Another Writers’ Strike looming in US

Another possible Writers’ Strike is gathering momentum in the US, a decade after the last disastrous strike of 2007.

The Writers Guild of America argues that an era of record profitability for studios has largely left writers behind.

In a recent letter to members, the WGA West said that the average pay of TV writer-producers fell by 23% in the last two years, while entertainment companies experienced a record $51 billion in profits in 2016. The WGA wants a 3% increase in script fees for the lowest-paid writers, bigger residuals from streaming media, and a 1.5% increase in employer contributions to the guild’s health plan.

Around 12,000 WGA members will begin voting on whether to authorise a walkout. If members approve a strike, as they almost certainly will, and no pact with studios has been reached by May 1, fingers will stop typing and picketing will begin the next day.

The NY Times notes late-night comedy shows would instantly revert to reruns if a strike began. Summer reality shows, such as Big Brother, would arrive — the writer-producers who work on them have a different contract — but some scripted series scheduled for the fall would most likely be delayed. A strike could be a death knell for daytime soap operas, which rely on a new episode almost every weekday, unless producers bring in nonunion writers, which happened during the last strike.

The Writers Guild walked out for 100 days in 2007-8 and 155 days in 1988.

10 Comments:

  1. Wasn’t the first season of The Big Bang Theory also cut short because of the strike?

    I guess this late in the season many shows will have already wrapped for the summer break but its the new show and summer shows most affected this time around.

    Hope they sort things out again, last thing we need is more reality crap!

  2. So if this causes TEN problems due to their US shows like NCIS, SVU, Blue Bloods, Hawaii Five-0, MacGyver, Scorpion, Madam Secretary and etc. Does that mean they will bring back Good News Week and invest in more Australian shows like they did last time, if so please bring back Thank God You’re Here TEN (Seven did nothing with it).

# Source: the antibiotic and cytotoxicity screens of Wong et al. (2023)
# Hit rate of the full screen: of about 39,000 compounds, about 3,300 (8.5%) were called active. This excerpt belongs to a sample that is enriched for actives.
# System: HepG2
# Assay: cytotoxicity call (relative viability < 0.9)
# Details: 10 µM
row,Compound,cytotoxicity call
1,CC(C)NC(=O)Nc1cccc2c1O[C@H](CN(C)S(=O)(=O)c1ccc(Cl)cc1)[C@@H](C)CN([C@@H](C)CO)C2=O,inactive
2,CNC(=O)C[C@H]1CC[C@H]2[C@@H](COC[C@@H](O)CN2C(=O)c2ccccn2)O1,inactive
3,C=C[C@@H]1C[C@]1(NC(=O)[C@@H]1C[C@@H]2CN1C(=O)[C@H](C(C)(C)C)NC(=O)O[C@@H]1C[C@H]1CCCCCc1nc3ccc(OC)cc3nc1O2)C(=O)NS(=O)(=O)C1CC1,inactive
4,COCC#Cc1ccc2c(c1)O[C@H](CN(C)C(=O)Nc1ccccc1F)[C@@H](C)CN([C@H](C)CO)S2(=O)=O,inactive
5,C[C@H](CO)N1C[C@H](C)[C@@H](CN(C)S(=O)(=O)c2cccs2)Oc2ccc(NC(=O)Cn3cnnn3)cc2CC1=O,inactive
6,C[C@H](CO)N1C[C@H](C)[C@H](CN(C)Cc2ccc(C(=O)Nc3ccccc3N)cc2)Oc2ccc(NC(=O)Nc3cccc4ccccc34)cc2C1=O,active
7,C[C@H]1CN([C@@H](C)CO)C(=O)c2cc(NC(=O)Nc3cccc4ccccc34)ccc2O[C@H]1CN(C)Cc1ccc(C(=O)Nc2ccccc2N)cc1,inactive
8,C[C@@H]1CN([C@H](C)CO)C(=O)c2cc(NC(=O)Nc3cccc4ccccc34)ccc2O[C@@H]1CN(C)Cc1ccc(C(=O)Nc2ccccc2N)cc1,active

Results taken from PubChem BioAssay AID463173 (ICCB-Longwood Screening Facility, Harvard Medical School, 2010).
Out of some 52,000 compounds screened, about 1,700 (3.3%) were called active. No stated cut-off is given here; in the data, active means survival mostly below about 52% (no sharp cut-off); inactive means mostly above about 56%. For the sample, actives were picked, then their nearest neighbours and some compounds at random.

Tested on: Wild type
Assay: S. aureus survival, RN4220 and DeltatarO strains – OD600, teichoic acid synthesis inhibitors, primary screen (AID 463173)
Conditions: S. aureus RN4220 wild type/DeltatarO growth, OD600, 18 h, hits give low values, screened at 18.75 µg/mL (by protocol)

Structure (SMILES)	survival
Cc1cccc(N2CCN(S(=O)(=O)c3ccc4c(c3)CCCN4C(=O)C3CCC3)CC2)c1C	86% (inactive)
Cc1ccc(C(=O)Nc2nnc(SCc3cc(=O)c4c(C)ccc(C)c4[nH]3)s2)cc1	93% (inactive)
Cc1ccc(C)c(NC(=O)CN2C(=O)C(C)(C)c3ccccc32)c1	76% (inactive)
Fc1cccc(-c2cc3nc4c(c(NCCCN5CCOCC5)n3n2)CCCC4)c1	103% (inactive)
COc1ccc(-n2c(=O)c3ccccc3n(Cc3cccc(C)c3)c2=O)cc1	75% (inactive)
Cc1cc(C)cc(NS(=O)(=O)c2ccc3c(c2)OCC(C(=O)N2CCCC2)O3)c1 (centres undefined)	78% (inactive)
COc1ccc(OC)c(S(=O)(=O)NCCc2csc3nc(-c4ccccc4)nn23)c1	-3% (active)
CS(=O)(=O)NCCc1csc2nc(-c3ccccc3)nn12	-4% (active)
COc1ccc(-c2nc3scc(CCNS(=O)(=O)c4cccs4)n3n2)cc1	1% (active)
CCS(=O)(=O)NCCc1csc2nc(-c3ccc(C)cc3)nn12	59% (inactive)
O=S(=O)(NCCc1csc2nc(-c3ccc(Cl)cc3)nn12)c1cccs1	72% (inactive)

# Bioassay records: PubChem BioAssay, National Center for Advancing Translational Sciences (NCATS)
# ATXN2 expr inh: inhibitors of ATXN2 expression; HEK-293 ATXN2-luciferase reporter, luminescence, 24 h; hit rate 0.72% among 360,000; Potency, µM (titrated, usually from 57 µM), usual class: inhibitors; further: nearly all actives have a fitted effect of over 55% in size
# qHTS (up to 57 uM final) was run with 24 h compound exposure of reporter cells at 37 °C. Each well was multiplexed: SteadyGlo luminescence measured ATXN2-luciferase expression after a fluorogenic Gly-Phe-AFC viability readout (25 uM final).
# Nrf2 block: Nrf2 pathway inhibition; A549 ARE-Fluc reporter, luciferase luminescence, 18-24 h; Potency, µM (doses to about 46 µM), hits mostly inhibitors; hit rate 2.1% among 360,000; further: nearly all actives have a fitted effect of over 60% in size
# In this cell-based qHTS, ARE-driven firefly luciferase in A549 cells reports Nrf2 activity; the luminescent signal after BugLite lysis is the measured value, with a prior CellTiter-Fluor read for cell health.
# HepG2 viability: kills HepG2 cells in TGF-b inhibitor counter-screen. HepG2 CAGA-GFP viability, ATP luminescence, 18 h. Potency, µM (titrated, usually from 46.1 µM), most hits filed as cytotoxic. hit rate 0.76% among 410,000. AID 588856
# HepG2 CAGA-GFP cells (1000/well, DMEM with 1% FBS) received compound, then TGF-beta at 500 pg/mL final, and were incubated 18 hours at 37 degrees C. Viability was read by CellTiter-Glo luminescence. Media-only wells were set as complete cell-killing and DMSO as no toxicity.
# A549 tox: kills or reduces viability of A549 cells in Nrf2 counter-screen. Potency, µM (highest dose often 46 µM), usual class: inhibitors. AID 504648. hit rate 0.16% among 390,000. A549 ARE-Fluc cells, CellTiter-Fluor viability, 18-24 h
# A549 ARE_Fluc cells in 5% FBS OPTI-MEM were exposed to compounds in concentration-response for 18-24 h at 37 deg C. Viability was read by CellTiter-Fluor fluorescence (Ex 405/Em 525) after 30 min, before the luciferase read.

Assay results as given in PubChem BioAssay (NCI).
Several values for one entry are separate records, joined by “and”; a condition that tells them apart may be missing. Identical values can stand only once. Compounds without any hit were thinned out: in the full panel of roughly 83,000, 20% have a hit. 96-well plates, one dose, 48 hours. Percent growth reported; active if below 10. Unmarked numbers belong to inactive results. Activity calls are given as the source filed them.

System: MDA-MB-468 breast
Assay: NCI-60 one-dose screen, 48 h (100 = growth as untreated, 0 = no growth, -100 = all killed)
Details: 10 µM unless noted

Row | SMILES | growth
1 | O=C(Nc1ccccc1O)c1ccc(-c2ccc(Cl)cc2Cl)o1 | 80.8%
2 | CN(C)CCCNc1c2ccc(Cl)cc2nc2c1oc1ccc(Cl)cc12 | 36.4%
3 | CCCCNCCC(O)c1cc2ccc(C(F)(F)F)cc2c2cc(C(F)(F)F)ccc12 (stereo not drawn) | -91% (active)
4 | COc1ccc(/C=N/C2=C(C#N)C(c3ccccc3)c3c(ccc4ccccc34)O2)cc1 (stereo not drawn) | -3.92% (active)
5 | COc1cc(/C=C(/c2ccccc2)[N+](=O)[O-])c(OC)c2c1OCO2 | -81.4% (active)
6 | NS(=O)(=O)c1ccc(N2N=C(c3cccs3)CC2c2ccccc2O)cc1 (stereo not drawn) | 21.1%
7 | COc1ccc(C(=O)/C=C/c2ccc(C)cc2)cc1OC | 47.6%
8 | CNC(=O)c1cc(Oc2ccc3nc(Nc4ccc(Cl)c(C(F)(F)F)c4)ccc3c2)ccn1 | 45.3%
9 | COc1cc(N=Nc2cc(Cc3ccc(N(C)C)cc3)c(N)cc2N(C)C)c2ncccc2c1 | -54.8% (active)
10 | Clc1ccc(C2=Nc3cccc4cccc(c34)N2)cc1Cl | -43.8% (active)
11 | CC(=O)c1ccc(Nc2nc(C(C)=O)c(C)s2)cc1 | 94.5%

3. Considering that billions are being invested by relative newcomers Netflix and Amazon into independent productions this strike sounds very convenient. The one thing that is becoming clearer though is that the death of television studios due to pirating are over rated if the profits mentioned above are true.

  4. The biggest risk out of a WGA strike post May 2, would be the potential impact on US networks fall schedules: remember, US network upfronts (inc. NBC, CBS, US ABC, Fox and CW broadcast networks) are coming mid-May. The last time a fall schedule was affected by a writers stoppage, was in 1988 (production of scripted product took a while to resume after the end of the strike in August 1988, while the 2007/08 strike started just before the November “sweeps” period, with some shows already in the can).

    Australia isn’t as reliant today on premium US content on their main FTA channels as it was in 2007/08. However, the various multichannels (as well as Foxtel, possibly Netflix/Stan) who do rely on fast-tracked US content will be in for a major shock, if any WGA strike goes into mid-August or beyond.

  5. I hope this doesn’t happen again, we lost so many good shows because of this in 2007. It was either a new show which didn’t get enough episodes to help get a renewal, or final season shows not getting the send off they deserved.

  6. My pay has gone down by 23% so I want a 3% pay rise. I’m a writer not a mathemagician. Inexplicably, “Lisa needs braces” and “purple submersible” come to mind.

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